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Getting Out of Jail and Back to Work in 'Second Chance City'

In Jersey City, N.J., ex-offenders are getting an opportunity to start their lives over again -- and so is a familiar public figure trying to help them.

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Many of the inmates in the county jail outside Jersey City, N.J., still call Jim McGreevey governor, even though he left office more than a decade ago. But not these women in forest green scrubs. They know him. They address him as Jim. He asks how they’re feeling and they answer in turn: “Grateful.” “Blessed.” 

“OK.” “Angry.” 

“I feel like God got my back today,” one says. Others nod in approval. 

Jim asks about their sins and most recall the crime that brought them there. One says she still sins in her sleep. More nods. 

“We all make mistakes,” McGreevey says, “but we all get up.” 

McGreevey speaks from experience. He is getting his own second chance. Elected governor of New Jersey in 2001, he resigned three years later after coming out as a “gay American” and admitting to an affair with his homeland security adviser. Then came an ugly public divorce, a memoir and a tell-all Oprah interview. Now he’s director of Jersey City’s Employment and Training Program, which helps inmates and ex-offenders glue their lives back together after release from incarceration. A few times a month, McGreevey visits the jail to talk with inmates enrolled in a drug addiction counseling program.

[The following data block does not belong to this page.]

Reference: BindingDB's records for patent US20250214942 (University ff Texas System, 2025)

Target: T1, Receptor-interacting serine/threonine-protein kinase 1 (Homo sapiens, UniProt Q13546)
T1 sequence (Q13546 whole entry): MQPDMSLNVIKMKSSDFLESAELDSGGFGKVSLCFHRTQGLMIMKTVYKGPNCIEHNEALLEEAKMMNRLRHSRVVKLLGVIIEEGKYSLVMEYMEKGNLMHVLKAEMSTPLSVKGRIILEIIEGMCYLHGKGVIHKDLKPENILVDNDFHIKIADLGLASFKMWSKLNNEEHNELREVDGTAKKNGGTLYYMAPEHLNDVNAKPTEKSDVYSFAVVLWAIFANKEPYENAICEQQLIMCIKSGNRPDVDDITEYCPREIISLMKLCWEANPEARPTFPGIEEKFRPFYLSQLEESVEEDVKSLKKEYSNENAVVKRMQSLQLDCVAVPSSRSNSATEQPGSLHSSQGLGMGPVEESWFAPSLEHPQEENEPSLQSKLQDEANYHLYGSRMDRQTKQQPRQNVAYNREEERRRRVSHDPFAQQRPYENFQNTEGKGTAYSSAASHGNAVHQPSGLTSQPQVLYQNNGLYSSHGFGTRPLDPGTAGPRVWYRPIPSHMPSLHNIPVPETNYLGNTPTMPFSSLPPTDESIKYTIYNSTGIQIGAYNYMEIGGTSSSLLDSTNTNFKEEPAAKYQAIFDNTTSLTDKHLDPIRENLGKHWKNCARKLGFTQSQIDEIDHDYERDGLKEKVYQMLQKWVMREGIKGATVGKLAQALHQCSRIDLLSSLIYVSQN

Lots of cities and counties are trying to find ways to keep people from returning to jail, but the program in Jersey City is notable for a couple of reasons: It has recorded measurable gains since 2010 and a former governor is personally overseeing the program. Each year, about 48 percent of the 7,200 inmates in the Hudson County jail are rearrested within three months of their release. But graduates of the re-entry program have recorded much better numbers. Among the nearly 700 who have been exposed to in-jail drug counseling, the rearrest rate is 23 percent. 

McGreevey’s own personal arc gives added weight to the work. After resigning from the governor’s office, he attended an Episcopalian missionary school and ended up assisting at a drug treatment program for ex-cons in Harlem. It was one of the few places where McGreevey thought he could start over. “I was filled with my own sense of shame,” he says. “But how could these people look down on me?” Two years ago, Jersey City Mayor Steven Fulop decided to make prisoner re-entry a piece of the city’s workforce strategy and invited McGreevey to run the program. 

Now 57 and gray-haired, the former governor still has the enthusiasm of his early years in politics, which lifted him to the governorship at age 43. He peppers his assessment of the corrections system with equal parts expletives and statistics. The United States spends $74 billion per year on incarcerating people, yet “we do virtually nothing when they come out,” he says. “It’s startling how fucking stupid it is.”